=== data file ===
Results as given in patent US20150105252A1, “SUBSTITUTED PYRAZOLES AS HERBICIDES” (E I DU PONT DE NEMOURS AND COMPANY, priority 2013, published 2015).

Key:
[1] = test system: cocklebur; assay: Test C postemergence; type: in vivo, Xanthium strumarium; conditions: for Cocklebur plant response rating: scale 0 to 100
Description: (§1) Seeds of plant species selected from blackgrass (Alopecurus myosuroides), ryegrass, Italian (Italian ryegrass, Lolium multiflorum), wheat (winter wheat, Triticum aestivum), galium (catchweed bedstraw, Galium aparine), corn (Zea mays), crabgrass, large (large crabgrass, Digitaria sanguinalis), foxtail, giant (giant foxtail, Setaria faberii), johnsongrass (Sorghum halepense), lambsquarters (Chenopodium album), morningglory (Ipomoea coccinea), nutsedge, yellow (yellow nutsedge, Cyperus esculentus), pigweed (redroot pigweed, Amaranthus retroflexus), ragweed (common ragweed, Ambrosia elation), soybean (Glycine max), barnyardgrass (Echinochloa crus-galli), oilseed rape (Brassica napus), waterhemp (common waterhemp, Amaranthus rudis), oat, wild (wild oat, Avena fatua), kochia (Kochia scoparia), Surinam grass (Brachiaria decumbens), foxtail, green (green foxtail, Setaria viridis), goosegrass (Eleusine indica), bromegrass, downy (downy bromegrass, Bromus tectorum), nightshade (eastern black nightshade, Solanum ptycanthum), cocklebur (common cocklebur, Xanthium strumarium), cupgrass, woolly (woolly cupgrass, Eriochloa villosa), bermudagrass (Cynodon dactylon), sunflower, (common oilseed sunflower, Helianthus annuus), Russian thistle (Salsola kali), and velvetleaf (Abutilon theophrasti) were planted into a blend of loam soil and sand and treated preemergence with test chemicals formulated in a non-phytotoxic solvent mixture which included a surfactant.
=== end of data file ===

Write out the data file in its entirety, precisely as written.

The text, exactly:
Results as given in patent US20150105252A1, “SUBSTITUTED PYRAZOLES AS HERBICIDES” (E I DU PONT DE NEMOURS AND COMPANY, priority 2013, published 2015).

Key:
[1] = test system: cocklebur; assay: Test C postemergence; type: in vivo, Xanthium strumarium; conditions: for Cocklebur plant response rating: scale 0 to 100
Description: (§1) Seeds of plant species selected from blackgrass (Alopecurus myosuroides), ryegrass, Italian (Italian ryegrass, Lolium multiflorum), wheat (winter wheat, Triticum aestivum), galium (catchweed bedstraw, Galium aparine), corn (Zea mays), crabgrass, large (large crabgrass, Digitaria sanguinalis), foxtail, giant (giant foxtail, Setaria faberii), johnsongrass (Sorghum halepense), lambsquarters (Chenopodium album), morningglory (Ipomoea coccinea), nutsedge, yellow (yellow nutsedge, Cyperus esculentus), pigweed (redroot pigweed, Amaranthus retroflexus), ragweed (common ragweed, Ambrosia elation), soybean (Glycine max), barnyardgrass (Echinochloa crus-galli), oilseed rape (Brassica napus), waterhemp (common waterhemp, Amaranthus rudis), oat, wild (wild oat, Avena fatua), kochia (Kochia scoparia), Surinam grass (Brachiaria decumbens), foxtail, green (green foxtail, Setaria viridis), goosegrass (Eleusine indica), bromegrass, downy (downy bromegrass, Bromus tectorum), nightshade (eastern black nightshade, Solanum ptycanthum), cocklebur (common cocklebur, Xanthium strumarium), cupgrass, woolly (woolly cupgrass, Eriochloa villosa), bermudagrass (Cynodon dactylon), sunflower, (common oilseed sunflower, Helianthus annuus), Russian thistle (Salsola kali), and velvetleaf (Abutilon theophrasti) were planted into a blend of loam soil and sand and treated preemergence with test chemicals formulated in a non-phytotoxic solvent mixture which included a surfactant.